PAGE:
Just because you power down your PC at the end of the work day doesn't mean it's not chewing on your power cable.
Power bills around the country are set to rise — again. In NSW, reports state the average rise on July 1 will be a whopping 16% with the carbon tax as well as a catch-up on infrastructure spending to blame.
Our ever-increasing love of all things tech is also playing its part. But there are ways we can all knock down our power consumption and save money at the same time. In fact, even if you're just an average family, you should be able to save as much as $100 a year just by following our tips.
We tested out these tips in one home and these are our results (below). This home had two desktop PCs with accompanying printers, a 32in LCD TV as well as an ADSL modem — certainly by no means a huge inventory. But with the cost of electricity set to rise, we managed to find nearly $150 a year in power savings. The more workstations or gadgets you have around your home, the greater the potential there is to save even more cash.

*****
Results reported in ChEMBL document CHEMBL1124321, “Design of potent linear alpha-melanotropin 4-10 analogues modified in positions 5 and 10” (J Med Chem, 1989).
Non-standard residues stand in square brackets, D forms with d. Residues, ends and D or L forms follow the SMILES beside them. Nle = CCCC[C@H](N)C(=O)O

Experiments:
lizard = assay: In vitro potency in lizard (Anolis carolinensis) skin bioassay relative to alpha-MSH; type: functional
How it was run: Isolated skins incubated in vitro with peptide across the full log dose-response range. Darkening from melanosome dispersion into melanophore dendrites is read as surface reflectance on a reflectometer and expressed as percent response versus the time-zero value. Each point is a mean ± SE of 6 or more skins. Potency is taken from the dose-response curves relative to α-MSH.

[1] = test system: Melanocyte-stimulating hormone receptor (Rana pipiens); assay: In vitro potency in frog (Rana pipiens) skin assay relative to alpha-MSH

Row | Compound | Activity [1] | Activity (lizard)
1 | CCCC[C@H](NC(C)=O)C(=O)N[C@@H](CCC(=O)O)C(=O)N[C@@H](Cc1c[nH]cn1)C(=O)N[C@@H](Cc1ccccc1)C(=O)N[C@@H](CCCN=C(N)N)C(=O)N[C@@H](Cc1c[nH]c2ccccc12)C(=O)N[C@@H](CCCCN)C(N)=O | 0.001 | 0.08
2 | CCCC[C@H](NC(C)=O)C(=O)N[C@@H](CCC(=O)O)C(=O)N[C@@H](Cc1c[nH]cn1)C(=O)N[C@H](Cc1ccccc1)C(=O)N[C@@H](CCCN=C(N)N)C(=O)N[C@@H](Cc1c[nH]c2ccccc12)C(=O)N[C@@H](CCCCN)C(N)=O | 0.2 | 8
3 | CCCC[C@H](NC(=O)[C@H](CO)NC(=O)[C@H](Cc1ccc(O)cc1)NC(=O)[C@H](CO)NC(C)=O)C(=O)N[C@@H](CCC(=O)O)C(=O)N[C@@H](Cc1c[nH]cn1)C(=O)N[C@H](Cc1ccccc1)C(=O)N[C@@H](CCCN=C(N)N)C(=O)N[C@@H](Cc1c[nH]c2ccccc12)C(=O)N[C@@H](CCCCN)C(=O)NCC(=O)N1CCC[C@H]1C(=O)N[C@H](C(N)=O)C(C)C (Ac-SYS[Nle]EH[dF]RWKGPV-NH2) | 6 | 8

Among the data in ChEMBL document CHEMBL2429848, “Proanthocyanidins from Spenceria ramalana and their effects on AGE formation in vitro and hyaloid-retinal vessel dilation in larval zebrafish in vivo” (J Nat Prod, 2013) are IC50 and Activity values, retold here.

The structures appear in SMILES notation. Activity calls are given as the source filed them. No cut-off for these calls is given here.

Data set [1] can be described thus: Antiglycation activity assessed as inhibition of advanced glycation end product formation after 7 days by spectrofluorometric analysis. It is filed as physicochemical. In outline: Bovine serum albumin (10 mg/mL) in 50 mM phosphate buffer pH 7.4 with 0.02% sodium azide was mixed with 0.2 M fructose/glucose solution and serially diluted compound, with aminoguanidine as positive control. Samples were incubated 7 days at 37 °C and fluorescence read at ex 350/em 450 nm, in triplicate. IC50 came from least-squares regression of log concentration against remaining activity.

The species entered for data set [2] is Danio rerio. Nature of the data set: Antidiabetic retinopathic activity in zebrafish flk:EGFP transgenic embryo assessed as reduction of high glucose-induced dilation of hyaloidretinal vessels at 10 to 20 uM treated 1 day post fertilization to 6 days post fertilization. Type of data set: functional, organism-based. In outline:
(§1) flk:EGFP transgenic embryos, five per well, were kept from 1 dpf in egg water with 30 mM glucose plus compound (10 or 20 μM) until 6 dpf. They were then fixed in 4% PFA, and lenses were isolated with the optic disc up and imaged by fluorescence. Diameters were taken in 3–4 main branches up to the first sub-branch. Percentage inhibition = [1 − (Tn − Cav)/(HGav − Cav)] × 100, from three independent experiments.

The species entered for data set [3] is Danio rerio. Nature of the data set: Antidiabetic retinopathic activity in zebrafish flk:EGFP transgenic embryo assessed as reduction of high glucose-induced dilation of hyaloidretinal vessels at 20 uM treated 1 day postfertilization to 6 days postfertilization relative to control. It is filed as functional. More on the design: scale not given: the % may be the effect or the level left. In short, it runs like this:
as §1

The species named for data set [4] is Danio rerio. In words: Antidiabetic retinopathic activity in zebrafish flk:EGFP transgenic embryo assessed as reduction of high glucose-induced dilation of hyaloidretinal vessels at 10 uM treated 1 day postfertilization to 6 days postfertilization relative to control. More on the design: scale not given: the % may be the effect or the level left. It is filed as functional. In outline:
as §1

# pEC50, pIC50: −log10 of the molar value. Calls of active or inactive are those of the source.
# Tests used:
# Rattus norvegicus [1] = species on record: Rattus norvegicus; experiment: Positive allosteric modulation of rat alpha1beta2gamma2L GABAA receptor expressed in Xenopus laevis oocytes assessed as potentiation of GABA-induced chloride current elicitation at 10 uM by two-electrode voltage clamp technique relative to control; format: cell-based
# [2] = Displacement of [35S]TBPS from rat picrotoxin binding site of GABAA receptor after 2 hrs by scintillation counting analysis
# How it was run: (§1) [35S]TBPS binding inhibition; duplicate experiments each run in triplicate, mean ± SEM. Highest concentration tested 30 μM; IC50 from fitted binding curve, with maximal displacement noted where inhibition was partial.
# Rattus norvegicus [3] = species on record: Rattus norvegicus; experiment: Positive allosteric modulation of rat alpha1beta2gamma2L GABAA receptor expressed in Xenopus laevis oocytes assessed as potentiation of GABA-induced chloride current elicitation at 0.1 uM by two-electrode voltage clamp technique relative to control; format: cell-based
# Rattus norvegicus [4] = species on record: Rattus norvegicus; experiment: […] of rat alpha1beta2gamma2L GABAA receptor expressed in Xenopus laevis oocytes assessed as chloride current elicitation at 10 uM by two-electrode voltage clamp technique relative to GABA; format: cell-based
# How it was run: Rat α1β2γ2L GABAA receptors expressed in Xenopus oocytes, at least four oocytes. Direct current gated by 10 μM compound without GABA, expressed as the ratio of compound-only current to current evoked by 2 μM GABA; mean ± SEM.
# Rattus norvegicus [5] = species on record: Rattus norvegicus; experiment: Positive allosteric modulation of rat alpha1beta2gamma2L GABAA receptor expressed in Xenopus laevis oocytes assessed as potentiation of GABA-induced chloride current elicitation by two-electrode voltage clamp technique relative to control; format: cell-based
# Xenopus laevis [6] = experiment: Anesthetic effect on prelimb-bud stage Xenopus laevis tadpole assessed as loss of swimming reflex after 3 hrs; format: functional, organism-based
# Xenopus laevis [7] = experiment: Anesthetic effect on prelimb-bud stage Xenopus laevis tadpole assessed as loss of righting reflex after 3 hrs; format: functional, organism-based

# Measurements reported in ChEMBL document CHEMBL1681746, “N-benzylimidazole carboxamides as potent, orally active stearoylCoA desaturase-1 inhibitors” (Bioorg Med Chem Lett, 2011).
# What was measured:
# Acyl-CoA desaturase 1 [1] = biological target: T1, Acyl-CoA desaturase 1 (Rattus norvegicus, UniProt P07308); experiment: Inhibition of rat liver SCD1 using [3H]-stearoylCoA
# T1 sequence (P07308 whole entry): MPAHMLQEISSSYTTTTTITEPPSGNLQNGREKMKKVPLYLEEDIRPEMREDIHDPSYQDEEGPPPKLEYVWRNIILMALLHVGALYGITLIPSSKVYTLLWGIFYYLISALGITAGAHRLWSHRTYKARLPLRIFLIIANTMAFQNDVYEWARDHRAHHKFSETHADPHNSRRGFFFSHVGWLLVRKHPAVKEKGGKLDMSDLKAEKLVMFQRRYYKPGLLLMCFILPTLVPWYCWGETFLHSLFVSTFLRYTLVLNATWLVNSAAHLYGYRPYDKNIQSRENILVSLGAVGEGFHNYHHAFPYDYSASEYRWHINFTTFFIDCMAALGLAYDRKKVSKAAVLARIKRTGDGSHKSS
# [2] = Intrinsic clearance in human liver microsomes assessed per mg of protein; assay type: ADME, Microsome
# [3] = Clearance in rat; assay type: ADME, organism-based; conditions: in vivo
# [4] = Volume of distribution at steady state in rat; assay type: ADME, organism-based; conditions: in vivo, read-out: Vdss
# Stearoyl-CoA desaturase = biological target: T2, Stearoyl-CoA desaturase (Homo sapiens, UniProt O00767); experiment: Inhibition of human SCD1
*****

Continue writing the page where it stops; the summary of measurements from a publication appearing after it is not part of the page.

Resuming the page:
Drop the brightness on your LCD monitor
LCD monitors use a backlight to generate the screen brightness you see. The brighter you have that backlight set, the more power it consumes. If you're running standard office apps and you've got the monitor set to 100% brightness, you're wasting money. Dropping the brightness to 20% will still make it easily visible and save you as much as 50% in power consumption. If your PC is running eight hours a day every day, that power saving will add up over the course of a year.
Hours per day running : 8 hours
Power saved : up to 30W
Yearly savings : up to $22 per monitor
Switch your TV from 'dynamic' to 'cinema'
Changing the brightness level won't actually do much to power consumption on an LCD TV. But if you're running it in 'dynamic' picture mode, we've found you can save up to 30% power by dropping back to 'cinema' mode instead. This mode should also give you more lifelike colours on movies, so it's a win-win. And the bigger the TV you have, the more you'll likely save.
Hours per day running : 6 hours
Power saved : up to 45W
Yearly savings : up to $25 per TV
Don't play games? Don't use a graphics card